The job market is strong and Americans are in great economic shape, Federal Reserve Chairwoman Janet Yellen said in a press conference yesterday.
After making a move that will make credit cards, mortgages, student loans, and many other forms of debt more expensive for Americans, Yellen said the move reflects how strong the economy is and how well positioned Americans are to pay more on their debt.
“Americans should realize that the Fed’s decision reflects our confidence in the U.S. economy. We believe we’ve seen substantial improvement in labor market conditions, and while things may be uneven in regions across the country and in different industrial sectors, we see an economy that is on a path of sustainable improvement,” she said.
Economists and analysts had been urging caution in raising interest rates, while others have said an increase in interest rates is necessary to give the Federal Reserve tools to fight the next recession.
A Slow but Strong Recovery
“I think it’s a myth that expansions die of old age.”
“The economy does get hit by shocks, and there are both positive shocks and negative shocks, so there is a significant probability that the economy in a given year will suffer a shock that will put it into recession,” adding that there is perhaps a 10% chance of a recession in the short term.
However, Yellen had high conviction that a recession is unlikely. “I don’t see anything in the underlying strength in the economy that would lead me to be concerned,” she said.
“In determining the timing and size of future adjustments to the target range for the federal funds rate, the Committee will assess realized and expected economic conditions relative to its objectives of maximum employment and 2 percent inflation. This assessment will take into account a wide range of information, including measures of labor market conditions, indicators of inflation pressures and inflation expectations, and readings on financial and international developments,” the FOMC said.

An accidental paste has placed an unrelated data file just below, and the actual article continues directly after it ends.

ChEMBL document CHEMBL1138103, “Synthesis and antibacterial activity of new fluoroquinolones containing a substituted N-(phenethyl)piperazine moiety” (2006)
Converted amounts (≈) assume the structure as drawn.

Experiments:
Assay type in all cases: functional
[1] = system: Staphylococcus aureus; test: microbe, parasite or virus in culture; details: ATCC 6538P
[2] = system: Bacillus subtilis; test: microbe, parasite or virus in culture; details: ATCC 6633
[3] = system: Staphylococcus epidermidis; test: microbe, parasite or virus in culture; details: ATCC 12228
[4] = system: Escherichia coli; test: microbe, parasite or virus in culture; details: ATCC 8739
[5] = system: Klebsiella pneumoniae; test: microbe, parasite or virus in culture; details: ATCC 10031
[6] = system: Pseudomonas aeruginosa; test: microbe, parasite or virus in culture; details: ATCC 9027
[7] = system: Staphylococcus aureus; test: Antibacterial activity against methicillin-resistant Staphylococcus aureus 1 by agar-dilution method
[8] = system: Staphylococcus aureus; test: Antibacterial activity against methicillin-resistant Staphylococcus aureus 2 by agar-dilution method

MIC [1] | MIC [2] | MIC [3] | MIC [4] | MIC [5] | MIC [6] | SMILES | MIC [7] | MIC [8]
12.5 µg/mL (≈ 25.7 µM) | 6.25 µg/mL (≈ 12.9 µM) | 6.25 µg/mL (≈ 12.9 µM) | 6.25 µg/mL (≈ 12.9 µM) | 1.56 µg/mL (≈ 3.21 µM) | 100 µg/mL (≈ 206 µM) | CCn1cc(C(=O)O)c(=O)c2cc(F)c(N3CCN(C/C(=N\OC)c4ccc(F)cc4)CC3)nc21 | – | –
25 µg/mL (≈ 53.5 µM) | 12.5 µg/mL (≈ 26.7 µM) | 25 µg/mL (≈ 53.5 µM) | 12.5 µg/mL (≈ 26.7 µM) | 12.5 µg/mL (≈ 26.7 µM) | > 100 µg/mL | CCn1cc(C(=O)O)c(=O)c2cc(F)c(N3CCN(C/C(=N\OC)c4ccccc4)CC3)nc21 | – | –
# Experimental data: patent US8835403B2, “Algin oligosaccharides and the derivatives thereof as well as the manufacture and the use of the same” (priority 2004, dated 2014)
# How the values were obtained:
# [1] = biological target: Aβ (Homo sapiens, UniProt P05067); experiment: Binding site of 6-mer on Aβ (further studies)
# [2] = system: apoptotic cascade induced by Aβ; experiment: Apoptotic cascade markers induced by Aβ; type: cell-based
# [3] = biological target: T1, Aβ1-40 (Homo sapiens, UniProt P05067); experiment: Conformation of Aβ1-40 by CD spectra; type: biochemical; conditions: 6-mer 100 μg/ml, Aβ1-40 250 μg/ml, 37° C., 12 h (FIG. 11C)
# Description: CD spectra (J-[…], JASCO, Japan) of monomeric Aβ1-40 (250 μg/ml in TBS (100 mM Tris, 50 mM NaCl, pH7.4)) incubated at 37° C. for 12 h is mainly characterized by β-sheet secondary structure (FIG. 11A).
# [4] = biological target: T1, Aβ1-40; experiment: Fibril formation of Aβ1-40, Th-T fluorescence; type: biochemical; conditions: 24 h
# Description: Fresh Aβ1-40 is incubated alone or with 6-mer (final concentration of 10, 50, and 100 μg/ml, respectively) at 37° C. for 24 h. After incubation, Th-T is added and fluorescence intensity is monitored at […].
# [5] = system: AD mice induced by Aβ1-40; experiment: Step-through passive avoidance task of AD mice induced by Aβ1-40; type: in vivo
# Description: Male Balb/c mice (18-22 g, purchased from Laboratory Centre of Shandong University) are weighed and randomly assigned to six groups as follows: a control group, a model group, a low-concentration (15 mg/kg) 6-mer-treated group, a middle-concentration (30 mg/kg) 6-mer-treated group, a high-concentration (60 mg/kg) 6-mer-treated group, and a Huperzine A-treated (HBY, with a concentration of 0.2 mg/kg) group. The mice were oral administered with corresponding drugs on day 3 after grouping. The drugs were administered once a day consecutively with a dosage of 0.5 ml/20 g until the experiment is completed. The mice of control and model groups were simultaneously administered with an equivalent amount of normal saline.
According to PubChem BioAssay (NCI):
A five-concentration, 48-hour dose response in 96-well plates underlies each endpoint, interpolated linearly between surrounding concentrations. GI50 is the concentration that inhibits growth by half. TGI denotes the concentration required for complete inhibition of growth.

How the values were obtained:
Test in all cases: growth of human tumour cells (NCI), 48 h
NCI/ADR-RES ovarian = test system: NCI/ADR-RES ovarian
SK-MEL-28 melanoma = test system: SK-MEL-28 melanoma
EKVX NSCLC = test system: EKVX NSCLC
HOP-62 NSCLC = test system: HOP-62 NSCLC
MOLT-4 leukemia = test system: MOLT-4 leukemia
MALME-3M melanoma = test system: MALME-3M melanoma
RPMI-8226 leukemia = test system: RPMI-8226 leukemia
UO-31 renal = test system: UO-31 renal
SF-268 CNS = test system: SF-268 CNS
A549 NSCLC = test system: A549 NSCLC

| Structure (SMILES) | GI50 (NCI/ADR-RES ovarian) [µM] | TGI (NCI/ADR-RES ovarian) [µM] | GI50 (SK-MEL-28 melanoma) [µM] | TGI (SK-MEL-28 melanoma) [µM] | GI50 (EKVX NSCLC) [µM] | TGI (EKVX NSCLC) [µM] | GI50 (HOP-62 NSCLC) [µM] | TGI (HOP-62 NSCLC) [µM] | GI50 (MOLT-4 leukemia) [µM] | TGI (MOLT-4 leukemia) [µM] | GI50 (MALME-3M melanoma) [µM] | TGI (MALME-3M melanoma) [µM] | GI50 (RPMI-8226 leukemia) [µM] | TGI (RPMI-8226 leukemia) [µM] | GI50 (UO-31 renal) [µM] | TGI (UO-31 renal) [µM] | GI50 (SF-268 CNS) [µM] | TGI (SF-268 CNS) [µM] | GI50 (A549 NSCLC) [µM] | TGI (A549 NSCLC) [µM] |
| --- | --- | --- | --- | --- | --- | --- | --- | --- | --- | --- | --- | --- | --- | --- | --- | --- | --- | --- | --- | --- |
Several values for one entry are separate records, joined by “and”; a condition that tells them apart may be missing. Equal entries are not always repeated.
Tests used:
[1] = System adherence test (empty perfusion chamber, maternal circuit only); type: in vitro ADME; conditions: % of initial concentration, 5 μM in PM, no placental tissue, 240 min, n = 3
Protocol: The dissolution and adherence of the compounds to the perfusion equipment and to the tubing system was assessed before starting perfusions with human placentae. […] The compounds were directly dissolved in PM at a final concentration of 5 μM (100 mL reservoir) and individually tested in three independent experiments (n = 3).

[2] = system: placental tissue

Persistent Weak Inflation
In her press conference, Janet Yellen acknowledged that inflation has not reached the Federal Reserve’s target, but dismissed suggestions that inflation could remain low despite the Fed’s projections of a higher rate of rising prices in 2016.
Additionally, Yellen admitted that inflation is on a path towards 2%, and the FOMC is going to look for more evidence of actual increases in inflation before raising the Fed funds rate further. “In light of the current shortfall of inflation from 2 percent, the Committee will carefully monitor actual and expected progress toward its inflation goal,” the FOMC said in its public statement.
A Credit Crisis?
In recent days, several high profile stories indicating weakness in the corporate bond market have led some to wonder if the business cycle is reaching the point of a credit crisis. Recently, investment firm Third Avenue announced it was closing a corporate bond fund worth $900 million due to a high demand from investors who want to exit the fund.
Yellen addressed the risks in the high yield market, which recently saw extreme volatility and is now worth trillions of dollars. “Risk spreads in the high yield bond market have been rising since last year, partly reflecting lower oil prices. Redemptions in bond funds have been increasing in recent months,” she said, adding that Third Avenue has been contacted by the Securities and Exchange Commission, which is recommending reforms to its open fund policy.
She also said there would be more opportunities for companies to borrow from banks instead of resorting to the bond market. “We have a more robust economy now and banks with higher capital to enable corporate lending,” Yellen noted.